We’ve entered an era where one significant chunk of the American people – the passionate Left – have concluded that the driving force behind those who disagree is pure evil. Some might argue that this has always been the case, and that there are plenty on the Right who perceive liberal Americans as pure evil. What I think we’re seeing now is an increasingly widespread eagerness to interpret innocuous symbols, events, comments, etc. as further evidence of a malevolent conspiracy. Think back to the ThinkProgress editor who wrote about his post-election fear of his plumber:
Ned Resnikoff, a “senior editor” at the liberal website ThinkProgress, wrote on Facebook that he’d called a plumber to fix a clogged drain. The plumber showed up, did the job and left, but Resnikoff was left shaken, though with a functioning drain. Wrote Resnikoff, “He was a perfectly nice guy and a consummate professional. But he was also a middle-aged white man with a Southern accent who seemed unperturbed by this week’s news.”
This created fear: “While I had him in the apartment, I couldn’t stop thinking about whether he had voted for Trump, whether he knew my last name is Jewish, and how that knowledge might change the interaction we were having inside my own home.”
When it was all over, Resnikoff reported that he was “rattled” at the thought that a Trump supporter might have been in his home. “I couldn’t shake the sense of potential danger.”
Folks on the Left are now arguing whether it’s okay to sucker-punch a Nazi in the face. Come on, now. Laws against assault and battery are there to protect all of us, even those with grotesque or abominable views. Outside of war or self-defense, the only Americans who should be punching Nazis are archeology professors on sabbatical. Once one murderous ideology justifies a sucker-punch without legal consequence, how do we rule out the other ones?
A little while back, Tim Kreider wrote in The Week, “A vote cast for Trump is kind of like a murder; there may be context to consider — a disadvantaged background, extenuating circumstances, understandable motives — but the choice itself is binary and final, irrevocable.” For most of human history, murder was perceived to be the ultimate crime, one of the few that even our compassionate society believed warranted the death penalty. Now we’re comparing the ultimate crime to a vote.
Over the weekend I saw some further social media discussion of the notion that “being apolitical is a privilege.” It’s not merely those who disagree who are being cast in the role of enemies, but even those who fail to care as much.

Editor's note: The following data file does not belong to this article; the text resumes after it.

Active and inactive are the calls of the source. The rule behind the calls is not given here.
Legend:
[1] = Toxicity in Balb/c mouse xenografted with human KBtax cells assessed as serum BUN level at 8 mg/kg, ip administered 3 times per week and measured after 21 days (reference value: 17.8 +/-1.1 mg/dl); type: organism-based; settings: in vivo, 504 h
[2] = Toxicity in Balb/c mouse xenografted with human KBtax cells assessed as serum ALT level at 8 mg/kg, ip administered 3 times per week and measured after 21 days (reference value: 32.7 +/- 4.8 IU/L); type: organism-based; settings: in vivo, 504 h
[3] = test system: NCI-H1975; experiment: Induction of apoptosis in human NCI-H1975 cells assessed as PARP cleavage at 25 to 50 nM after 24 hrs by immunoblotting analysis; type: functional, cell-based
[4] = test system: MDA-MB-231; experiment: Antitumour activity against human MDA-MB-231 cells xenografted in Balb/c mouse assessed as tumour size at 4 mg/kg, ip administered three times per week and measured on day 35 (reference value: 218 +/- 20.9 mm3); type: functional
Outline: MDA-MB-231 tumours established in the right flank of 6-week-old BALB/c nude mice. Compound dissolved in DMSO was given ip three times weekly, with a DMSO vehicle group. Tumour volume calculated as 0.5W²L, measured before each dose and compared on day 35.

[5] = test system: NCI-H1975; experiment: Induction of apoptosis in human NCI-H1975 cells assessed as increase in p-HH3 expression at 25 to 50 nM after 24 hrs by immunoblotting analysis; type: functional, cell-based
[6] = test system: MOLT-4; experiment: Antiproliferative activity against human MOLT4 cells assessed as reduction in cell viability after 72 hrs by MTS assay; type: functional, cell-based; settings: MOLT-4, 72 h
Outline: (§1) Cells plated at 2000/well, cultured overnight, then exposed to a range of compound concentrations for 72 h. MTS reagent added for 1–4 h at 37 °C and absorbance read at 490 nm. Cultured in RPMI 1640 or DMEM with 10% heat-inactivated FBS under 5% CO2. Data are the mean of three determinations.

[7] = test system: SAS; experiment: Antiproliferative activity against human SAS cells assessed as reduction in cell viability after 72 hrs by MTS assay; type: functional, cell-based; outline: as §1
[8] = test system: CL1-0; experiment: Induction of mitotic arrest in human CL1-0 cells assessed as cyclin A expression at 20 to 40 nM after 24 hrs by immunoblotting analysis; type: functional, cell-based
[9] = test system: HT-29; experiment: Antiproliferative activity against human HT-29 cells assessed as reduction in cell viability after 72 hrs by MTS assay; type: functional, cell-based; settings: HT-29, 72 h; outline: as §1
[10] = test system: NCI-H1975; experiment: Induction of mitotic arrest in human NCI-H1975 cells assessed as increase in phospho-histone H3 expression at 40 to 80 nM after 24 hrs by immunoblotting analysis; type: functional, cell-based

The easiest way to ensure that there is a violent conflict between Americans of differing political ideologies is to adopt attitudes like these. Blur the line between the genuinely hateful, dangerous groups and run-of-the-mill political disagreements. See anyone who disagrees or who could potentially disagree as a potential personal threat. Conclude that there is nothing redeeming or appealing about someone who disagrees with your politics. Ensure that the portrait of them in your mind is dehumanizing, with nothing worthy of respect. Contend that unprovoked violence against them, like punching them in the face without warning, is a justified response to how they offend you. Finally, adopt an attitude that anyone who is not explicitly with you is against you, just another part of the problem, and in need of reeducation.
We don’t have to go down this path. But to avert this, enough of us have to want to steer onto another one.
I Didn’t Mean That Up-Or-Down, I Meant This Up-Or-Down!
Remember those nine Senate Democrats who argued that a Supreme Court nominee should get “an up-or-down vote”? One of them is now trying to backtrack and insist she meant all along that the nominees only deserve an up-or-down vote on cloture… which they will vote “no” upon, meaning the nominee would not get an up-or-down vote on confirmation.
Last week, Shaheen said, “Everybody I’ve talked to agrees he should get a hearing and an up-or-down vote.”
As the ninth Democrat committed to bringing Gorsuch’s nomination to a vote, Shaheen would have guaranteed that Democrats would not be able to sustain a filibuster. White House press secretary
Sean Spicer welcomed her decision and hopes more Democrats would join her.
So Shaheen flip-flopped. She tweeted to Spicer that she only meant a cloture vote.
That’s just not true. An “up-or-down vote” in the Senate means a vote to confirm the nominee, not a procedural vote to close debate. Shaheen knows better. She just hopes the rest of us don’t.
Yeah, good luck selling that message, senator.
ADDENDA: Today I will be appearing on CNN International’s State of America with Kate Bolduan, which is now apparently available on iTunes!